Ads that are ruled to be of direct appeal to under-18s breach the ASA’s CAP Code guidance, specifically rules 16.1, 16.3 and 16.3.12. This code provides guidelines for marketing and advertising in the UK.
The tweet was promoted on X, formerly known as Twitter, on 9 February. It featured an embedded video clip from The Overlap football podcast, which showed Neville talking about what team may win the Premier League. The Sky Bet logo appeared occasionally throughout the video.
Text at the end of the ad read “Brought to you by Sky Bet”, followed by the GambleAware logo.
The text in the tweet read: “Is Gary changing his title prediction? Thanks to Man City, It seems @GNev2 is having a change of heart. Part three of The Overlap Fan Debate is out now.” The tweet also featured multiple emojis.
Sky Bet defends tweet
In its response to the ASA, Sky Bet said it believed Neville did not hold a strong appeal to under-18s.
Sky Bet explained that The Overlap podcast features figures from sports, politics and business discussing football and does not feature any content that may appeal to children. It also said 1.2% of The Overlap’s audience is aged between 13 and 17. For the episode featuring Neville it said this figure fell to 0.5%.
Sky Bet also argued that Neville meets CAP guidance’s definition of long-retired, therefore making him unlikely to appeal to under-18s. It said he is now more widely known as a football pundit, a political commentator and a businessman and has a media profile that is consistent with his “mature age”.
The operator noted that Neville had been a brand ambassador for Sky Bet since 2018 and is recognised in connection to their products. In addition, X said it had not received any complaints in relation to the ad.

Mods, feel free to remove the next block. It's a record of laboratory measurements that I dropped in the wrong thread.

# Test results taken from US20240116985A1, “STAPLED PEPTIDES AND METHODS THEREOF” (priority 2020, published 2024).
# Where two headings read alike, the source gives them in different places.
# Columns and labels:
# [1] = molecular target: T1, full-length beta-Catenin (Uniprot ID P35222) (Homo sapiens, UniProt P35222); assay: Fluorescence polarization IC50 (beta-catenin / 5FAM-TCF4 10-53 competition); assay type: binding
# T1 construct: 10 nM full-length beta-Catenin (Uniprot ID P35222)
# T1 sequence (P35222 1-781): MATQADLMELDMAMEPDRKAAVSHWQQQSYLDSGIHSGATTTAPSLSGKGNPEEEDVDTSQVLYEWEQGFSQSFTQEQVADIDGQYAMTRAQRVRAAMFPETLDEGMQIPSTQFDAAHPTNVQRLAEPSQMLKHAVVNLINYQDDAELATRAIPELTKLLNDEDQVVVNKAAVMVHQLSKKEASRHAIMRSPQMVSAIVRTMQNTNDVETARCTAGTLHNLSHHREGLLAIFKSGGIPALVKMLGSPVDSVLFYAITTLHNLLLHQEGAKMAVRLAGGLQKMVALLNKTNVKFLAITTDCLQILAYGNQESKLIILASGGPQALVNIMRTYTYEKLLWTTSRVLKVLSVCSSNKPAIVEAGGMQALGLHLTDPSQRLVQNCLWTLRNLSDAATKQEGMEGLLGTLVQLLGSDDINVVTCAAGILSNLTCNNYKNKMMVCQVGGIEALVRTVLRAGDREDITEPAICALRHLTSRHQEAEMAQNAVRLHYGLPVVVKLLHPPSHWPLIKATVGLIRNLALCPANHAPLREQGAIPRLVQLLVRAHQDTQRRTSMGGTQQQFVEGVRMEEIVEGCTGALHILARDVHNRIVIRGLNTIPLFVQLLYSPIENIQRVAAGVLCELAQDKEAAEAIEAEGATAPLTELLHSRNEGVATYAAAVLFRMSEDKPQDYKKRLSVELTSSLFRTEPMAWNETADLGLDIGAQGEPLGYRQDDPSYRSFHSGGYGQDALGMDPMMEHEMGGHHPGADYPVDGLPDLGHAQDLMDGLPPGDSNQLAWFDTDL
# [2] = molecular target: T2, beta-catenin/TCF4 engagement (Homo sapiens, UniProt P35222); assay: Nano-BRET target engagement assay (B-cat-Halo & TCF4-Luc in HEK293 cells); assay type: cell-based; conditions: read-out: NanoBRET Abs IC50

ASA upholds challenge
However, the ASA chose to uphold its challenge of the tweet. It said that it acknowledged the ad was targeted at over-25s, but since it was published on a platform that has users self-verify their age, under-18s cannot be entirely excluded.
The ASA referred to the UK Code of Broadcast Advertising (BCAP Code), which states that retired footballers who move into punditry are of “moderate risk” of strong appeal to under-18s.
Upon assessing his social media profiles, the ASA found that Neville has 80,000 followers under the age of 18 on Instagram and 55,000 under-18 followers on X. This comes to 135,000 followers in total. Figures for followers under the age of 18 on TikTok and Facebook were not available.
“Although they made up a small proportion of his total Instagram and Twitter/X followers, we considered that over 135,000 followers aged under 18 was a significant number in absolute terms,” concluded the ASA. “We therefore considered that because he had such large numbers of social media followers that were under 18, he was of inherent strong appeal to under-18s.”
For that reason, we concluded that the ad was irresponsible and breached the Code.”
Role of social media in the investigation
Felix Faulkner, solicitor at Poppleston Allen said the ASA’s conclusion was unexpected – but acknowledged that Neville’s social media presence had played a significant role.
“The ruling that Neville’s use in a Sky Bet tweet was irresponsible and not in line with the relevant CAP code is perhaps a little surprising as the ASA has taken a more lenient stance on the use of other long-retired footballers in gambling advertising,” he said. “However, it appears to have been his social media presence that tipped the scales in this investigation.”
Faulkner added that how the investigation came about was also significant. The ASA said the ad was identified by its Active Ad Monitoring system, which utilises AI to look for ads that may break rules.
“As was the case with three other gambling-related rulings from the ASA in August – concerning Bet365, William Hill and Ladbrokes – the regulator said the ad in question was ‘identified for investigation following intelligence gathered by our Active Ad Monitoring system, which uses AI to proactively search for online ads that might break the rules’,” he continued.
“This suggests there will be no letup in the ASA’s tough approach to ensuring gambling operators are compliant with the rules that came into place restricting the use of celebrities in gambling advertising late last year.”